Making it Clear: #11/12
In the third edition of Making It Clear, the main international relations events of the week in a nutshell, it’s going to be analyzed: the migrant crisis in the Belarus-Poland border, protests in Iraq and updates about the situation in Sudan.
Belarus is going through a very unstable situation in its government since Alexander Lukashenko installed a polemic dictatorship in the country, being the only president ever since the elections were restored in 1994. When he was reelected once more in August 2020, protests rose across the country which were brutally repressed. Recently, Lukashenko is being accused by Poland and Lithuania about weaponizing Middle Eastern refugees by granting them refuge in Europe through the Belarus border with Poland, which is now declaring an emergency state due to the large number of refugees on the border, however these people are not allowed to enter Poland and the Polish security measures are violent against the refugees, and the only help provided to them comes illegally and independently from Polish citizens. There is also speculation about false medication given to the refugees by the Belarusian government which some people have affirmed that these are actually drugs. The Polish authorities are sending warnings to not ingest any sort of medication in Belarus and that the borders are closed so the refugees must go back to Minsk. Furthermore, Turkey has forbidden people from Iraq, Syria, and Yemen to buy plane tickets to Minsk in order to contain the situation, which is escalating to a possible conflict between the European Union against Russia and Belarus specially after military forces from these countries staged drills close to the Polish border.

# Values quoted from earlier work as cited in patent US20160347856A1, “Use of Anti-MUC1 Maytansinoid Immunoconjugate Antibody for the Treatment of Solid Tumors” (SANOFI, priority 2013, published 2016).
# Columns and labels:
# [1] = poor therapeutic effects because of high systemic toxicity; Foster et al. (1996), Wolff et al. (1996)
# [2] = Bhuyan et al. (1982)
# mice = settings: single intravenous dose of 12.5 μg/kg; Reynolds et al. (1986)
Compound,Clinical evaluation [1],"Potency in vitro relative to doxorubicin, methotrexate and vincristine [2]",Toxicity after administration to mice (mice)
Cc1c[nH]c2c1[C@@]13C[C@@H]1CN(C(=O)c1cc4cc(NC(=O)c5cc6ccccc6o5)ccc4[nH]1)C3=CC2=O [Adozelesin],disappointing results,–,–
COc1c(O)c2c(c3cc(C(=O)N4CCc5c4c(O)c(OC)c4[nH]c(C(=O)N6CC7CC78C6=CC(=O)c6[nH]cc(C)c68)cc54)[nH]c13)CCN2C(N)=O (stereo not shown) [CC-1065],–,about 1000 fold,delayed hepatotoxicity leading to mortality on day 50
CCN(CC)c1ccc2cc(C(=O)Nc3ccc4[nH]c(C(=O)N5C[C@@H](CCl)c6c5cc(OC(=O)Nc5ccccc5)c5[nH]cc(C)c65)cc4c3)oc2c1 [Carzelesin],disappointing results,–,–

Two countries are experiencing similar scenarios when it comes to protests against their governments: Iraq and Sudan. On Octobers 10th, Iraq held a parliamentary election which led part of the population into believing the results were a fraud, even though these were supervised by the UN and the European Union. Since then, a protest camp was created by those who support the Fatah alliance, representing an “Iran-backed Shia Muslim militias” and firmly believe that the election results aren’t fair. However, the opposition seem to be disorganized about what they are really expecting from the protests and what are the goals of the group.
There has been killings and hostile approach from the government towards the protesters and there was an attempt to assassinate the Prime Minister Mustafa al-Kadhimi, which might lead to a civil war inside Iraq. The votes are being re-counted and checked once more and there has been progress in the negotiations of who is going to lead the country, but it seems that the country stability is at risk and the political scenario might take a turn.
In Sudan, the protests are still active after the coup help last month by the military forces. The population is asking for a transition to a civil-led government without conflicts and the Prime Minister Abdallah Hamdok is still being held in his house. The pacific protests are being held by the military authorities with hostility and tear-gas and so far, there hasn’t been further progress in negotiations between the military and civilians, but Arab League mediators arrived at Khartoum as an attempt to better handle the crisis.
Considering the different situations, we might expect foreign interference soon in these countries, especially Belarus, since the support from Russia is causing turmoil inside the European Union. When it comes to Iraq and Sudan, it’s unlikely to expect interference from Western countries in the foreseeable future, unless it affects economic or political interests.